The Gimlet, a timeless, elegant, and understated beverage, unites traditional gin with lime juice and water, whether still or sparkling, blended harmoniously to craft a delightful concoction.
The term "gimlet" may evoke thoughts of a small metal tool, but in the world of cocktails, it is reminiscent of the briny air and wood-laden decks of 19th-century British Royal Navy vessels. Gin, the preferred drink of sailors, wasn't just a beverage but a steadfast companion during extended sea journeys.
During that era, scurvy, a peril brought on by a drastic deficiency of Vitamin C, was rampant in maritime circles. Sir Thomas Gimlette, a resourceful Royal Navy surgeon, stepped in. Harnessing the widespread appeal of gin, he recommended a hearty blend of lime juice and the sailors' beloved gin as a remedy. The recipe persisted even after the scurvy threat had faded into history, and the cocktail earned the fitting moniker "the gimlet," a tribute to its innovative maker.
Some contend that this libation acquired its name from the hand tool, also known as a "gimlet," utilised to bore into barrels of spirits on Navy ships. Etymology notwithstanding, this simple drink has evolved from its origins as medicinal for sailors to becoming a popular choice for the general public, with its rise further propelled by its mention in an influential crime novel.
The Gimlet gained further global fame in 1953 with the publication of Raymond Chandler's The Long Goodbye. In this influential crime novel, the character Terry Lennox introduces Philip Marlowe to the iconic cocktail, further elevating its status.
To delve into crafting the perfect gimlet, it's essential to grasp the fundamental ingredient of the drink — gin. In the realm of gin, two mainstays, Tanqueray and Gordon's, offer unique experiences. Tanqueray, celebrated for its distinct and aromatic character, and Gordon's, esteemed for its smooth personality, provide the foundations for creating a gimlet masterpiece.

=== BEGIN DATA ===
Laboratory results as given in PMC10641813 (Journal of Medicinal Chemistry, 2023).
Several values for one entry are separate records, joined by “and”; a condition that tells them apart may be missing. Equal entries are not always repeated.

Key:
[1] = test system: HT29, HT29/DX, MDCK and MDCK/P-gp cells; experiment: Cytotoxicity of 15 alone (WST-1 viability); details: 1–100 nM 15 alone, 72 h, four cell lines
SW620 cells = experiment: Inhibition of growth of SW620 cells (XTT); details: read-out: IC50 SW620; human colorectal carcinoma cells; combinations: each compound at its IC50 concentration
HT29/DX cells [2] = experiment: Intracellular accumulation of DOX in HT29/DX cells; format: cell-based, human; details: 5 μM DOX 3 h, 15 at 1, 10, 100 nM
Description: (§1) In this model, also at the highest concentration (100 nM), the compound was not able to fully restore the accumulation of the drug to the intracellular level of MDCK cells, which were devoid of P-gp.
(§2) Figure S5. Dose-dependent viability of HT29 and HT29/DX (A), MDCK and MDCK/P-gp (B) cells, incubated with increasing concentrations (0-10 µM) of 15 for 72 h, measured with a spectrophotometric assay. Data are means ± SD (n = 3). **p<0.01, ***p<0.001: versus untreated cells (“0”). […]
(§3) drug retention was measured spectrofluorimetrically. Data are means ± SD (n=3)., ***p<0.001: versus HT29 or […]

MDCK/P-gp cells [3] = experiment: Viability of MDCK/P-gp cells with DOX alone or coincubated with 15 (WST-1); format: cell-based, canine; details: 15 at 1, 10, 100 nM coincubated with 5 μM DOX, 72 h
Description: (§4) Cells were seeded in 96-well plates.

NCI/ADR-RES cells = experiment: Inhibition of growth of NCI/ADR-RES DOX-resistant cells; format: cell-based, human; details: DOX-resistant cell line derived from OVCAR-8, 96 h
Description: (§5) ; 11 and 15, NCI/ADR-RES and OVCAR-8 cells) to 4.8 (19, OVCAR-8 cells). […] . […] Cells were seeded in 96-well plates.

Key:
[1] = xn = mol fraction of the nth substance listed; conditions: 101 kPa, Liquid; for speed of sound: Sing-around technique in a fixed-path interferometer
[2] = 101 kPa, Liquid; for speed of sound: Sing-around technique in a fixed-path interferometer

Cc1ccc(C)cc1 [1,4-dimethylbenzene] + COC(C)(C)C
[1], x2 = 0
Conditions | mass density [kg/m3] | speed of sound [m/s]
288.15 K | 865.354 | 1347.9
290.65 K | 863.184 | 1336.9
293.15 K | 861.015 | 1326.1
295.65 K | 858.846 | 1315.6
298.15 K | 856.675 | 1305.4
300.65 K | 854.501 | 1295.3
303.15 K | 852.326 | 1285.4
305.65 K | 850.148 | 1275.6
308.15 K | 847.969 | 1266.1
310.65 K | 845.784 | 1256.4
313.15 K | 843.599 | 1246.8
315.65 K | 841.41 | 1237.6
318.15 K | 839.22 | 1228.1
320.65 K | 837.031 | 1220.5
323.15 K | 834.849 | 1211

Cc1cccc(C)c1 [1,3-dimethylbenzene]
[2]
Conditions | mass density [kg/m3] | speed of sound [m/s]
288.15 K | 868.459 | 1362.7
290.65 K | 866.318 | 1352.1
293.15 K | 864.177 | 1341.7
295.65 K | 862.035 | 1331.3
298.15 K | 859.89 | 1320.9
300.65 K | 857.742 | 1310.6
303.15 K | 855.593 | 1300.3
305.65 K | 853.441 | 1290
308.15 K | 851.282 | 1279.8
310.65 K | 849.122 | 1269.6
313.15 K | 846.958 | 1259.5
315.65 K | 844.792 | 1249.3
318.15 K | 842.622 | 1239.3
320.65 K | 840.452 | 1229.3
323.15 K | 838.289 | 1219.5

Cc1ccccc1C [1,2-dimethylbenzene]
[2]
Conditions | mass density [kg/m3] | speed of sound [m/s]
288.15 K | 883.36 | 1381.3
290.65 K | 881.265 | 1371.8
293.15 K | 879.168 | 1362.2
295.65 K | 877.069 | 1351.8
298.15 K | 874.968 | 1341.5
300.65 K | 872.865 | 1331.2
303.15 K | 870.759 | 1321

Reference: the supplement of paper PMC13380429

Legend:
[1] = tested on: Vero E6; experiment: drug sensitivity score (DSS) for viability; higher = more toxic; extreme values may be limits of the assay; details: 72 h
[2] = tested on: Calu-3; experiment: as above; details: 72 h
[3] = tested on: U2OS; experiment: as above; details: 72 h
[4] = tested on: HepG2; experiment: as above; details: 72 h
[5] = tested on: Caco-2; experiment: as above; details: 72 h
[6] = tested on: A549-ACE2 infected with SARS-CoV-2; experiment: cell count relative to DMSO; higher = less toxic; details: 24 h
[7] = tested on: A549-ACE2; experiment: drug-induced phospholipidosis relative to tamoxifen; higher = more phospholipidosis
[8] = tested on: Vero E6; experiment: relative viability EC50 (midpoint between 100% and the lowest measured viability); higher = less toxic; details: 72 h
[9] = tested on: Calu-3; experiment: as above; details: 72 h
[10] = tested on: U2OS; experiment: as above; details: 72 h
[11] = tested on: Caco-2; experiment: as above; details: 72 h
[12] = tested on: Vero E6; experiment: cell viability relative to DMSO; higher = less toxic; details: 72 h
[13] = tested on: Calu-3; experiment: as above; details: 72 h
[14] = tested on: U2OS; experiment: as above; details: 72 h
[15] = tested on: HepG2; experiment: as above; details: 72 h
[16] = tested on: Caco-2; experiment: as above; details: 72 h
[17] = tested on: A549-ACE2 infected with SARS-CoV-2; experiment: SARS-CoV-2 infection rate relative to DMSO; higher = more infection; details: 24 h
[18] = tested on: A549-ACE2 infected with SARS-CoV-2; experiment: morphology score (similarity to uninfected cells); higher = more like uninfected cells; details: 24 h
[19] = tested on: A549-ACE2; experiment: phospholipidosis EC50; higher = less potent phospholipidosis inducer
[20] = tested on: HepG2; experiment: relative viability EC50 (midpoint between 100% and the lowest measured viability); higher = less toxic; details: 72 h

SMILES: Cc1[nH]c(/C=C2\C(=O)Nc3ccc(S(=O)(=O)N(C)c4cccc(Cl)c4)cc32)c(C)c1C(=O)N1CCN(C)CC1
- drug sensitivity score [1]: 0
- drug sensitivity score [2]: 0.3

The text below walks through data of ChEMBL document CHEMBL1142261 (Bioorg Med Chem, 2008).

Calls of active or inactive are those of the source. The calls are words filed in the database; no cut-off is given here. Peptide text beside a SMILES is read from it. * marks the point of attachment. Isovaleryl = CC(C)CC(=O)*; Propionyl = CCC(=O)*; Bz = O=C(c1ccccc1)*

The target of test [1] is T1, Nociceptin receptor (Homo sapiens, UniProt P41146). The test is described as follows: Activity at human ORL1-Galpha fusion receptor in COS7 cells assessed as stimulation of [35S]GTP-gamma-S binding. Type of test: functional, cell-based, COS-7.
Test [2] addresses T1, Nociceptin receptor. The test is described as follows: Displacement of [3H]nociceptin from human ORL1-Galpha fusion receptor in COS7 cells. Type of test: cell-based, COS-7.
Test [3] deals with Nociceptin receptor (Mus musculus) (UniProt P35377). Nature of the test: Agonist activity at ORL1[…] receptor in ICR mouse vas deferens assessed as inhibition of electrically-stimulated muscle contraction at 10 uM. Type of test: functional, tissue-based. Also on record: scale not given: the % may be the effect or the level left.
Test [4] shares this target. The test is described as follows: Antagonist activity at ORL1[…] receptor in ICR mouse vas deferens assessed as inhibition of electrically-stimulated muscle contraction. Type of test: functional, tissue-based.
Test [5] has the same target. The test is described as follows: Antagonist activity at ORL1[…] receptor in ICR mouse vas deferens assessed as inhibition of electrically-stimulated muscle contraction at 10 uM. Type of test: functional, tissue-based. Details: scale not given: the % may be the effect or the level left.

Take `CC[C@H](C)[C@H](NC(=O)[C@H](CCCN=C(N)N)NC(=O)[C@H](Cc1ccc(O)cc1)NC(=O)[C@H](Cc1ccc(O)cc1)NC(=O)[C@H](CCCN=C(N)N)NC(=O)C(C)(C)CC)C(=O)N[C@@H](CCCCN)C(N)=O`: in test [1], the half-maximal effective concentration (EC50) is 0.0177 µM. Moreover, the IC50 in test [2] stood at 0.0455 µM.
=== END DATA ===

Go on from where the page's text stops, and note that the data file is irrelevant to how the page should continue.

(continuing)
A 1928 reference notes "gin, a hint of lemon and soda," while Chandler's description in the same era was "a real gimlet is half gin and half lime juice and nothing else," aligning with the proportions recommended by the Savoy Cocktail Book dated 1930.
Tanqueray No. 10 Gin offers a refreshing and citrusy profile with a smooth finish. The flavour profile includes notes of grapefruit, orange, and lime, complemented by hints of juniper, chamomile, and coriander. The palate experience is clean and crisp, featuring a subtle sweetness that harmonises with the botanical bitterness.
The modern interpretation of the Gimlet, rooted in its seafaring origins, allows for diverse variations. While some adhere to simplicity, others choose to enhance it with bitters or homemade juices, leaving ample room for personal preference in crafting this timeless cocktail.
A crucial constant in this cocktail is Rose’s Lime Cordial. Developed in 1867 for the preservation of lime juice, it was the pioneer fruit cordial and continues to be the designated mixer for the Gimlet for those who prefer not to prepare their own lime juice.
As a quintessential London Dry gin, Tanqueray is celebrated for its invigorating and dry profile, ensuring it holds its own in the concoction rather than fading into the background amidst other ingredients.
Combine all the ingredients in a shaker, and fill it up with ice.
Shake well and double strain into a coupe glass.
Garnish with a lime wheel.